There has been much debate about prepaid cards and opportunity costs. I’ve studied this topic in school and on my CPA exam, but I’ll admit I’m not expert on this topic, I can only share my opinion.
In Frequent Miler’s post yesterday, he states that the opportunity cost of using an AMEX SPG card to buy a Vanilla Reload card is 2 cents per mile. I think his article was quite confusing, but I’ll try to explain what he meant.
Let’s check out the definition from Wikipedia:
Opportunity cost is defined by a choice is the value of the best alternative forgone, in a situation in which a choice needs to be made between several mutually exclusive alternatives given limited resources.
This definition is too confusing, let’s try another:
Opportunity cost is what you have to forgo when you choose to do A rather than B. For example, the opportunity cost of Mr X donating blood is that he can’t attend his class on economics. In the healthcare sense, every dollar spent on research into breast cancer is a dollar less on research into type 1 diabetes.
Let’s assume option A is buying a prepaid Vanilla Reload card with AMEX SPG at 504 SPG points per $3.95.
Option B = Using a 2% cashback card to earn $10.08 per $3.95
Frequent Miler is saying that choosing option A would have an opportunity cost of $6, the amount you would forgo.
Choosing option B would forgo opportunity to buy 504 SPG points at $3.95. If you value SPG points at 2 cents per point, then you would be $6 ahead.
If you choose option A, you are saying that AMEX SPG is greater than 2% cash back because you would rather forgo the cash back.
If you choose option B, you are saying the 2% cash back is more valuable because you would rather forgo the opportunity to buy 504 SPG points at $3.95.
It all depends how much an SPG point is worth to you. If you think it is worth more than 2% cash back, then you should use an AMEX SPG card. I value an SPG point conservatively at 2.2 cents per point, so it makes sense to use an AMEX SPG card or a Barclaycard Arrival (also 2.2% back).
Comparing Other Credit Card Options
Let’s apply this definition to three different credit card options. For example, let’s use Barclaycard Arrival as “A”, AMEX SPG as “B”, and Chase Sapphire as “C”.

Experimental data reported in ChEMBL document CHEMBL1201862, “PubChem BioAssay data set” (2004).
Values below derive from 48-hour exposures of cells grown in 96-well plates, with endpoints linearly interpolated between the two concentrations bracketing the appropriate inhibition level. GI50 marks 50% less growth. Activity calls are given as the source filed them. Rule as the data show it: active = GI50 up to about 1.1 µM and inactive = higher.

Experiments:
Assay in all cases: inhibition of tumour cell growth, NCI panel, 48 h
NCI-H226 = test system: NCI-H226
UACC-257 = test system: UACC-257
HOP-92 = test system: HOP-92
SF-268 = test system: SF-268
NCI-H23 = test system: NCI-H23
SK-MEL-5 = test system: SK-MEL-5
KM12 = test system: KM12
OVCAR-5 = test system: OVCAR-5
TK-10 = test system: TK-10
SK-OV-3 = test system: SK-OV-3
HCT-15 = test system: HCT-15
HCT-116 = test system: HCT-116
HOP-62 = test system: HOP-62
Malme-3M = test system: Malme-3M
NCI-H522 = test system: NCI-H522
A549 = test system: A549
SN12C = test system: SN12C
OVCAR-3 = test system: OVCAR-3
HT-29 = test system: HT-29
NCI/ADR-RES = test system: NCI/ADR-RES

If I use “A”, my opportunity cost of forgoing B would be 1,108 Barclaycard points (at 2x + 10% rebate = $504*2.2 = 1,108) minus $3.95 or $7.13.
If I use “B” my opportunity cost of forgoing A would be 504 SPG points (at 2.2 cents each) minus $3.95 = $7.13
If I use my Chase Sapphire card, I would earn 504 points at 1.5 cents each minus $3.95 = $3.61. The opportunity cost of forgoing option A/B would be 504 SPG or 1,108 Barclay points. This option has a higher opportunity cost than option A or B because 504 SPG or 1,108 Barclay points are more valuable than 504 UR points.
Therefore, I would equate the opportunity costs between using Barclaycard Arrival and AMEX SPG the same. The opportunity cost for Chase Sapphire Preferred is higher because you are forgoing the better option.
Opportunity costs when compared to non points related activity.
The other way to compare opportunity costs is hard to quantify. You would have to compare the opportunity costs between buying a Vanilla Reload to not buying a Vanilla Reload. Would you rather spend $3.95 to earn 504 SPG points or would you rather stay at home, save the money, and do nothing?
I’ve recently decided to stop buying Chase gift cards unless it’s for minimum spend because Walmart is far from me and quite frustrating with the broken machines and interesting workers. The opportunity costs of quitting is free points at Chase, while the opportunity costs of buying Chase gift cards is calling to activate the cards, the hassle of driving to Walmart, gas money, waiting in line, transferring via Bluebird, etc.
I think most of us here would buy Vanilla Reloads to earn more points to travel for a huge discount rather than do nothing. However, collecting points and miles is not free. It takes time and effort to collect points and miles. Also, driving around to Walmart and CVS is another cost. Writing this blog has opportunity costs. All of these activities and organizing our credit cards and points and miles is our “opportunity cost”. Sometimes is hard to quantify the two options. I would say that credit card churning has low opportunity costs because you aren’t giving up too much time and leisure to earn points. However, manufactured spending like Vanilla Reloads, Target Prepaid, Chase gift cards, etc. can have a bigger opportunity cost. That opportunity cost is that you could spend your time doing other things. It’s important to take a step back and ask yourself “Is it worth it?”
Did this post about prepaid cards and opportunity costs confuse you even more or was it helpful?
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